It is very strange that an agreement entered into by two adults of sound mind is allowed to be ignored by the courts.But that is the case with pre-nuptial agreements in this country.
As a result, divorce lawyers are not able to advise their clients whether the pre-nuptial agreement they have signed is actually worth the paper it is written on. It really is up to the whim of the judge on the day. Now the Law Commission has advised Parliament that a new law is needed to make pre-nups binding, taking out the courts’ wriggle room.
Many have the idea that pre-nups are a rich persons’ ploy and certainly the landmark case of German heiress Katrin Radmacher, who had her pre-nup upheld in 2010, adds credence to this idea.
However, pre-nups could help to both ease separation and ensure that individuals enter into matrimony knowing exactly where their finances stand.
Often the ignorance relating to finance and marriage and relationships is startling. For instance, very few people I encounter know that a will made before marriage is voided by the nuptials.
As for unmarried people living together, there is still a widespread belief that there is such a thing as common-law wife and husband rights – there is no such thing (although some campaigners have called for a change in the law).
I know someone who was married but recently widowed and is now facing legal action from the parents of the deceased husband over an alleged sum given to their son prior to the marriage used as a deposit for a home.
The rights and wrongs of the case don’t concern me here, but if a pre-nuptial agreement had been in place then perhaps some account could have been taken of this money or at least it would have reinforced that the cash was for both of their benefits rather than just the deceased son’s.
Pre-nups could also help to flag up the need for couples to have a will drawn up to avoid just such disputes if the worst happens.
However, there are dangers in pre-nups as in any legal document, and one of these is in the drawing up of the document.
I am seeing an increasing number of horror stories about so-called will- writing firms that charge seemingly cheap prices for their work but either forget crucial aspects of the law – such as that beneficiaries can’t be a signed witness to a will – or even write themselves into a will as an executor as a means to extract huge fees in the future.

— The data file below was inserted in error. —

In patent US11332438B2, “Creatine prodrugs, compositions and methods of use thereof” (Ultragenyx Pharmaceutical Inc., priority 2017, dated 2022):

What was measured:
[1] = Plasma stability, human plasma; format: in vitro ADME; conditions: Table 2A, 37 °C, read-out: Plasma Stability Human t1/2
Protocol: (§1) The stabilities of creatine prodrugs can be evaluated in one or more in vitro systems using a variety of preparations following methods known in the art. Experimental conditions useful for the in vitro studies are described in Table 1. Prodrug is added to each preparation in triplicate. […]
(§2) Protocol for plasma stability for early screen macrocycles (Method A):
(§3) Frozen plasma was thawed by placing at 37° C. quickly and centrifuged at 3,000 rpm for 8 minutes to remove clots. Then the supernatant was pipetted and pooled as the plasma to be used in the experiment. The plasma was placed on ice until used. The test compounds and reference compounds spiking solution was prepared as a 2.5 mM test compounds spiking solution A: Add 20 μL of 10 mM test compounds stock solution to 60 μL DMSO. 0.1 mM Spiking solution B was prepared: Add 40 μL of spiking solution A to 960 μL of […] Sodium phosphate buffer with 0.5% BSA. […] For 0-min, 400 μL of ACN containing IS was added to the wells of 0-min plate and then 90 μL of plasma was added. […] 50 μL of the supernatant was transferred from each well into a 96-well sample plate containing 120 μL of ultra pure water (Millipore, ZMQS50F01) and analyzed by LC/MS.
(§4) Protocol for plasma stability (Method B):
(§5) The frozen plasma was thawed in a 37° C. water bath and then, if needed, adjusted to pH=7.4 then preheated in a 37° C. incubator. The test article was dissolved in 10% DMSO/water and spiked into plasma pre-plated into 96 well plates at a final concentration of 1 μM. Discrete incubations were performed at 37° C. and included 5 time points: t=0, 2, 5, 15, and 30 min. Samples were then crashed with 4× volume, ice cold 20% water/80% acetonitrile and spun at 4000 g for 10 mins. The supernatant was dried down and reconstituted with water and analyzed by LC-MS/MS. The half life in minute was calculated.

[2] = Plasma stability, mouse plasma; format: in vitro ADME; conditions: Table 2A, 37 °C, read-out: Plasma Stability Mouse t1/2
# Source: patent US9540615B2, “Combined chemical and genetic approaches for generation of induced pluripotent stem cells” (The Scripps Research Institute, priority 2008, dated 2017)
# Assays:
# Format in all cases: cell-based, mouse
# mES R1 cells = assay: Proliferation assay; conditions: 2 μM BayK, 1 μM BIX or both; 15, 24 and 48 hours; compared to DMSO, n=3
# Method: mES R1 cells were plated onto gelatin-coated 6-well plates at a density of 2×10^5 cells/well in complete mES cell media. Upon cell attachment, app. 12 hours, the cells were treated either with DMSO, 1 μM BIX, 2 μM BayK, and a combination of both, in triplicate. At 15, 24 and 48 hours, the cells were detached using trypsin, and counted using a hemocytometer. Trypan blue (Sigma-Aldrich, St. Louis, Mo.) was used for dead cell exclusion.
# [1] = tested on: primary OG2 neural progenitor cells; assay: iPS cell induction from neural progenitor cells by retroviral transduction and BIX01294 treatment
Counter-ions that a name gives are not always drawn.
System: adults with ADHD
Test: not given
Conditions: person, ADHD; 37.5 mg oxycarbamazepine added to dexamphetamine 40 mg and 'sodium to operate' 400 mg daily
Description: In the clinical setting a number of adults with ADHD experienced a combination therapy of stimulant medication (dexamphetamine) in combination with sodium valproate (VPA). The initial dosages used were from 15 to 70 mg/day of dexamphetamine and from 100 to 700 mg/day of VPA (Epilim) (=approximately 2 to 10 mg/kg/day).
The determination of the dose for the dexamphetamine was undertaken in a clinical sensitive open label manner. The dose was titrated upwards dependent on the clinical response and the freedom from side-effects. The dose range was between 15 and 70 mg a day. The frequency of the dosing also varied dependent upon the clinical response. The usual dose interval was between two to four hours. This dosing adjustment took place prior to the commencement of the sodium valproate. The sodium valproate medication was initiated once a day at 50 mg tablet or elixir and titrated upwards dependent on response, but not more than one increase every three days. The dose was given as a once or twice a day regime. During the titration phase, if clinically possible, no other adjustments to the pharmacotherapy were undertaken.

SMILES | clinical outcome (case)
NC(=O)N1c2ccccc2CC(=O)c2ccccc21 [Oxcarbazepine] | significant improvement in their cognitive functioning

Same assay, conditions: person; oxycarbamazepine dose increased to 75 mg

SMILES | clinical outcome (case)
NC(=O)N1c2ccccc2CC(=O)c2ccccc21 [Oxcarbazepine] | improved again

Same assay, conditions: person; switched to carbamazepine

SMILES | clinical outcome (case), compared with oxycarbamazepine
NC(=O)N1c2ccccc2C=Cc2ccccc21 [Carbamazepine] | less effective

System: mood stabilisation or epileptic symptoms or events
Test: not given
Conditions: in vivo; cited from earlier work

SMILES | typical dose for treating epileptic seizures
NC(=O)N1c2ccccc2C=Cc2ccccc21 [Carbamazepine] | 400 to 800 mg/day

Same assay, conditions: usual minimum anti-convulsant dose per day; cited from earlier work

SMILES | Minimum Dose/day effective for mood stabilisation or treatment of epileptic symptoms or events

If pre-nups move from being a rich persons’ option then let’s avoid the pile ’em high, sell ’em cheap approach of some less scrupulous will writers.
All in all, though, clearing the legal path for pre-nups is a real positive.
Dotty over dotcoms again?
The huge valuation given to AO is starkly reminiscent of the dotcom boom of the late 1990s. AO, an online electrical retailer, is now within touching distance of Dixons’ market capitalisation. This is despite the fact that AO only enjoys a small fraction of Dixons’ turnover.
Although AO is a much sounder proposition than the now infamous Boo.com, the collapse of which signalled at least the bursting of the dotcom bubble this side of the Atlantic, I am becoming increasingly worried by the market’s valuation of all things online.
Of course online should spearhead a company’s strategy, as ASOS shows us, but when you look at share prices racing away from a company’s numbers it is a little worrying.
Fortunately, in one crucial way it doesn’t feel like 1999 all over again and that is because small investors are relatively absent from all this.
Back in 1999 technology funds were receiving such an enormous inflow of cash from private investors wanting to make their fortune from dotcom firms that managers could barely find things to do with all the cash. One company had so many ISA applications that it hired a helicopter to carry them from Canary Wharf to their head office.
The technology fund manager I spoke to this week said we are still a long way from that. But perhaps when that starts to happen is the time to head for the market exit?